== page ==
Born to hunt Soviet submarines, Grumman’s S-2 Tracker or Stoof has been adapted to do several jobs over the years. From the C-1A Trader COD to the Stoof with a Roof E-1 Tracer AEW platform and the ubiquitous US-2 utility transport, the aircraft has done everything asked of it. Nowadays a few Stoofs and CODs fly in civilian hands as warbirds. Over the years Trackers were also adapted for use as aerial firefighting tankers. Today, the California Department of Forestry & Fire Protection or Cal Fire operates 23 turbine-powered S-2T aerial firefighting, or fire-hunting, tankers.During and since the 1970s Cal Fire and others operated Firecats, which were Trackers powered by the original Wright R-1820-82WA radial engines but modified with a raised cabin floor to fit a retardant tank in the bomb bay. Today’s S-2Ts are relatives of those first Tracker Tankers. All Tracker conversions removed the anti-submarine warfare (ASW) mission equipment and faired over the ventral radar housing (radome) and the tail-mounted magnetic anomaly detector (MAD) sensor and extending boom located under the rudder aft. The plumbing for hot loading the retardant tank is connects there now. These modifications removed about 3,300 pounds from the Tracker. There are no more radial engine-powered Trackers in firefighting service.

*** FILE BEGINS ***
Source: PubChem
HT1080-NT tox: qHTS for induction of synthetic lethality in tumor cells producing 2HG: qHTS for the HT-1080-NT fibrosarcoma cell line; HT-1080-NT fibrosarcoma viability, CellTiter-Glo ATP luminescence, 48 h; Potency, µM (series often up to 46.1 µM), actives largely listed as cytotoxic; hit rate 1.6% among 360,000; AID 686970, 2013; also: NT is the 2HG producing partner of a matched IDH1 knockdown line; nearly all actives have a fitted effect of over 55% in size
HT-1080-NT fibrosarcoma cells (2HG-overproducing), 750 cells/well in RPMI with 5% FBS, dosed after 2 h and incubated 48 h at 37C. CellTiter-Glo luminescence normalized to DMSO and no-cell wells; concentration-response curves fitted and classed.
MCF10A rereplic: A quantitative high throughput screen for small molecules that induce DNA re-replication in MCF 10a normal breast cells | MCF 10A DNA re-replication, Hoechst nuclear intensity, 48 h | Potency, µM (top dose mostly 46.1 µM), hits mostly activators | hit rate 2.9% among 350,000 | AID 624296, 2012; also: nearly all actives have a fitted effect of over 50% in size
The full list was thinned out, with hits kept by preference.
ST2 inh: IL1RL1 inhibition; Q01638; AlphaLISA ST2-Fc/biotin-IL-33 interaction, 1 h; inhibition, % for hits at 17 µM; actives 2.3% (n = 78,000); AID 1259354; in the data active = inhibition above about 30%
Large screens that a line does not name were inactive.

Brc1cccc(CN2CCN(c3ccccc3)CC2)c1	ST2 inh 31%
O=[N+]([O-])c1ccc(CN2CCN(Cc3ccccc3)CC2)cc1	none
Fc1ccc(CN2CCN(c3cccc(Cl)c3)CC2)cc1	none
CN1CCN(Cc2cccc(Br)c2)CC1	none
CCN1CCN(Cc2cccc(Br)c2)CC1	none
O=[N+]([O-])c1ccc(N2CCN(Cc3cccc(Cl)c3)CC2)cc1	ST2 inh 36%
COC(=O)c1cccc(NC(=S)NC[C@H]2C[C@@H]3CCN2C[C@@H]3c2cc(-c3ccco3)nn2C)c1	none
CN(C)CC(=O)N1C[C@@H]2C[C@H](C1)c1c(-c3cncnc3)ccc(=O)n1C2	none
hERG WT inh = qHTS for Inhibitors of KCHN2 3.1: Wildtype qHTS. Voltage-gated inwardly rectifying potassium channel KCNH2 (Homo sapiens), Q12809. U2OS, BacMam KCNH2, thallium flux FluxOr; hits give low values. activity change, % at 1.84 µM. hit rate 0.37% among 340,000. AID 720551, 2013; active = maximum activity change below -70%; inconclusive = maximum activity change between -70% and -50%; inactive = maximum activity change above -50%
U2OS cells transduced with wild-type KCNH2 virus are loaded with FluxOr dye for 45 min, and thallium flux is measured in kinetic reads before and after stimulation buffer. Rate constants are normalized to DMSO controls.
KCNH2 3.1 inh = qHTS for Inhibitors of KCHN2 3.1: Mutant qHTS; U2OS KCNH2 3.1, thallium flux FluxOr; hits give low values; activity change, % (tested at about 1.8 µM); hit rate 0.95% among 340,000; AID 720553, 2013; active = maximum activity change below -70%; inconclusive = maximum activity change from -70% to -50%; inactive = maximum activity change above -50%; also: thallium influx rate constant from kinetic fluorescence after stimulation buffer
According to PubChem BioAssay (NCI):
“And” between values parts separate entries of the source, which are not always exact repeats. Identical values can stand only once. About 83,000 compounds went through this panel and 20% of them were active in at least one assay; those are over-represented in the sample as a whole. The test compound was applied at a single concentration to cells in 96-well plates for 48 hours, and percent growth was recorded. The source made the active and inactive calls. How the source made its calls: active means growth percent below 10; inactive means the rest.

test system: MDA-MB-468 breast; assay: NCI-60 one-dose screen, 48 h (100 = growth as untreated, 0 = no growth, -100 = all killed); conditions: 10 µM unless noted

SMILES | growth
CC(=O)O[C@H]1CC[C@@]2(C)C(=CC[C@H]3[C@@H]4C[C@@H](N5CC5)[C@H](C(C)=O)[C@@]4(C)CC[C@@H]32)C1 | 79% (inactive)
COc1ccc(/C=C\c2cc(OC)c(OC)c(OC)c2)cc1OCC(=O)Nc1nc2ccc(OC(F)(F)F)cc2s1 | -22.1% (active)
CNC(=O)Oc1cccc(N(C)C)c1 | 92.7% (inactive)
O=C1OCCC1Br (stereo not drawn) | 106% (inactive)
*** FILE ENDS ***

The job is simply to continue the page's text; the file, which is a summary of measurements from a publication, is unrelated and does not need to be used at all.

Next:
Built by Grumman Aerospace at their Bethpage plant on New York’s Long Island at least one generation ago, the S-2Ts were mostly S-2E or S-2G variants while operated by the US Navy. Cal Fire acquired the S-2 airframes in 1996 and Marsh Aviation in Arizona converted them to aerial firefighting tankers. The Turbine Trackers are faster than stock S-2s but their Garrett TPE331-14GR turbine engines only put out about 100 more horsepower each than the original Wright R-1820-82WA radial engines did. The S-2Ts are also usually crewed by a single pilot and can haul up to 1,200 gallons of retardant or water.